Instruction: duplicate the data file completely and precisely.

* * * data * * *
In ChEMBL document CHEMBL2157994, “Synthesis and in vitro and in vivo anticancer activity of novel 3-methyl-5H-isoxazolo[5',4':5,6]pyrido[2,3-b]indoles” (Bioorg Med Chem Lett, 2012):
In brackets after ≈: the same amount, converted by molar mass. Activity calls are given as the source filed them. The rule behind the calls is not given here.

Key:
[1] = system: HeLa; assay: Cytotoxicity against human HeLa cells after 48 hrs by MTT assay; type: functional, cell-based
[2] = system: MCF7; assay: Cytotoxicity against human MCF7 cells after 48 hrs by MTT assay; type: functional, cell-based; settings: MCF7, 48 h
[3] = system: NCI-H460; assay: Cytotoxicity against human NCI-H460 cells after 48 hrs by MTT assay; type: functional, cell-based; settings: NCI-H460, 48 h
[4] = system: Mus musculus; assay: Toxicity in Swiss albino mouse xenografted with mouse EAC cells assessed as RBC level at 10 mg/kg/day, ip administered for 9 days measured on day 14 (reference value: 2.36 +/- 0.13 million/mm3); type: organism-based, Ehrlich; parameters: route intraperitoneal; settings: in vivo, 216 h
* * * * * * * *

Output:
In ChEMBL document CHEMBL2157994, “Synthesis and in vitro and in vivo anticancer activity of novel 3-methyl-5H-isoxazolo[5',4':5,6]pyrido[2,3-b]indoles” (Bioorg Med Chem Lett, 2012):
In brackets after ≈: the same amount, converted by molar mass. Activity calls are given as the source filed them. The rule behind the calls is not given here.

Key:
[1] = system: HeLa; assay: Cytotoxicity against human HeLa cells after 48 hrs by MTT assay; type: functional, cell-based
[2] = system: MCF7; assay: Cytotoxicity against human MCF7 cells after 48 hrs by MTT assay; type: functional, cell-based; settings: MCF7, 48 h
[3] = system: NCI-H460; assay: Cytotoxicity against human NCI-H460 cells after 48 hrs by MTT assay; type: functional, cell-based; settings: NCI-H460, 48 h
[4] = system: Mus musculus; assay: Toxicity in Swiss albino mouse xenografted with mouse EAC cells assessed as RBC level at 10 mg/kg/day, ip administered for 9 days measured on day 14 (reference value: 2.36 +/- 0.13 million/mm3); type: organism-based, Ehrlich; parameters: route intraperitoneal; settings: in vivo, 216 h